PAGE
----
Things are really getting out of hand, for jobs is one thing, random kids is another.
  2. Forthesevenlakes
    seriously, that is just sickening. some experimentation in the teenage years is going to happen regardless, and in swim's experience, keeps people from going too far with their use once they hit college and can drink/smoke/whatever as much as they want without parental supervision. swim remembers that it was always the sheltered high school kids who ended up fucking up their grades due to too much partying in college, whereas those who had already figured out how to regulate their usage did better on the whole. swim also isnt sure why the schools would want to go to the trouble of drug testing, if the drugs arent being used on campus, it doesnt seem to be any of their business what these kids do in their spare time. perhaps its time for swim to plan a trip out there and show these school officials where exactly they can stick all these urine samples...
  3. Lunar Loops
    A more measured response from Drugscope. This taken from BBC news website (http://news.bbc.co.uk/1/hi/education/5032902.stm) :


    Drugs tests in schools 'extreme'


    [​IMG] DrugScope says the emphasis must be on education

    Introducing random drugs tests in schools is an "extreme measure" which may drive abuse underground, a drugs information charity warns.
    The criticism from DrugScope follows news that secondary schools in Kent will be carrying out the tests.
    But DrugScope fears the move could undermine an open relationship between pupils and their teachers which can allow drug misuse to be debated freely.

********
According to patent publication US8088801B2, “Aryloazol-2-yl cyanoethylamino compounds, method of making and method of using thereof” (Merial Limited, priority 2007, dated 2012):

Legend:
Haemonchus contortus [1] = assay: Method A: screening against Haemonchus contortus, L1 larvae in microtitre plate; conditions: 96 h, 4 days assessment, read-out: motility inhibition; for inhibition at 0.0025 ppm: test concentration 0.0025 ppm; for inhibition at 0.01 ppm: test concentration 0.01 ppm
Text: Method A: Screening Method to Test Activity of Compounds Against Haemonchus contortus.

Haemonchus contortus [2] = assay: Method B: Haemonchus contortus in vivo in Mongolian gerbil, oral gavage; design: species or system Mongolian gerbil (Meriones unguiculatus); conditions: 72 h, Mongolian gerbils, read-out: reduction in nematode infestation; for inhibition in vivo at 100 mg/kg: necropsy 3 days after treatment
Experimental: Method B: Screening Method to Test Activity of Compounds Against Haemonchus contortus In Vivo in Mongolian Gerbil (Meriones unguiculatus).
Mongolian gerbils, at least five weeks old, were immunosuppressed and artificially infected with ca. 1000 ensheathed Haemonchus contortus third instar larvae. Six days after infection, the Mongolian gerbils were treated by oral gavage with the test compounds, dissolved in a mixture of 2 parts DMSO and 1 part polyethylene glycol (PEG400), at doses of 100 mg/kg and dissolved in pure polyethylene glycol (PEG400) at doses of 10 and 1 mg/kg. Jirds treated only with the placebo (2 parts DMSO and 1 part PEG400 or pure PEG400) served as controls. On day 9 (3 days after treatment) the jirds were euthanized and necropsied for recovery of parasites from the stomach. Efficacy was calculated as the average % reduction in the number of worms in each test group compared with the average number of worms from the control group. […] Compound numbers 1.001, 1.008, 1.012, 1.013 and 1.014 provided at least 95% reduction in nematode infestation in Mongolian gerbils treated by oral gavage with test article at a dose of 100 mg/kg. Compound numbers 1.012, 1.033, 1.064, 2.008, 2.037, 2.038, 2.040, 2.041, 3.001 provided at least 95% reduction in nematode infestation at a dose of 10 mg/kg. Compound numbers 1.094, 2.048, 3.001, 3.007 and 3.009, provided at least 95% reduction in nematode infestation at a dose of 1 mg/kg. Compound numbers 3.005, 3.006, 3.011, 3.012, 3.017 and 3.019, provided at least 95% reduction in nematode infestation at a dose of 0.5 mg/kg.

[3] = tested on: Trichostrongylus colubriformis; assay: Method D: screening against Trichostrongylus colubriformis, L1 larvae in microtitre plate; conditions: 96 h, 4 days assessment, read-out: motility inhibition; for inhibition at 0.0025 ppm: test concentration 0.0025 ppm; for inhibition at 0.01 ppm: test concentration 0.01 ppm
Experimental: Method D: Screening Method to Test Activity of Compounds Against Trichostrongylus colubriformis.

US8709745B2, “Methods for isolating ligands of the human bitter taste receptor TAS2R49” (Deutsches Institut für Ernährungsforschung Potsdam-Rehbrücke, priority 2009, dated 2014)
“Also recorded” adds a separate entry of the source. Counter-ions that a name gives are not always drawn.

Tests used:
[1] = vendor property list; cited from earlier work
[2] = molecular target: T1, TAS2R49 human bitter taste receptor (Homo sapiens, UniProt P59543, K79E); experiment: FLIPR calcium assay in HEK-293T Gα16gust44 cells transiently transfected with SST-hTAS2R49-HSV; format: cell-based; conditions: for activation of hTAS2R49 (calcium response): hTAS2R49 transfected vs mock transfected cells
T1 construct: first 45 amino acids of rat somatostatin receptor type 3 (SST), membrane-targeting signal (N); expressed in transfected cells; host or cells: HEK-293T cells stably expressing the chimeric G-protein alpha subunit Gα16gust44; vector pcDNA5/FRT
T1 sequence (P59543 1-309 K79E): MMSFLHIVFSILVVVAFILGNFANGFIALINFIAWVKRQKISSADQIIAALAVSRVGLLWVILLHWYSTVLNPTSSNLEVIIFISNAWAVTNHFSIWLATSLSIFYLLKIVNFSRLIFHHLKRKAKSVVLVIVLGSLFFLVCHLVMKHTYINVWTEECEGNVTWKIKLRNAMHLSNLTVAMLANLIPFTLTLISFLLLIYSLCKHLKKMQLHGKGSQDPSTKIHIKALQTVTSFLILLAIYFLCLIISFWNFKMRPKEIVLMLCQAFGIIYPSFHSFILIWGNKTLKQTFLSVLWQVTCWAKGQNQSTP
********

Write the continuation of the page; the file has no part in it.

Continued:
The charity has instead called for a focus on drugs education in schools.
    The decision to introduce the tests in Kent's schools follows a scheme at Abbey School, in Faversham, where pupils were randomly selected and tested by taking mouth swabs.
    The school said it was one factor which led to record GCSE results in 2005.
    Now Kent County Council is asking other schools if they wish to join a pilot scheme for the tests.
    'No evidence'
    "We're quite concerned Kent is considering rolling this out in other schools," said DrugScope spokeswoman Petra Maxwell.
    "There is absolutely no evidence to suggest random drugs testing have lowered drugs use."
    Ms Maxwell said the "intrusive programme" was inappropriate in the context of a school.
    [​IMG] Testing was said to help Abbey School get its best GCSE results


    "Schools may be a first point of call for pupils with problems," she said.
    "Open debates, allowing pupils to openly discuss the issues, are unlikely to be compatible with a school that has random drugs testing.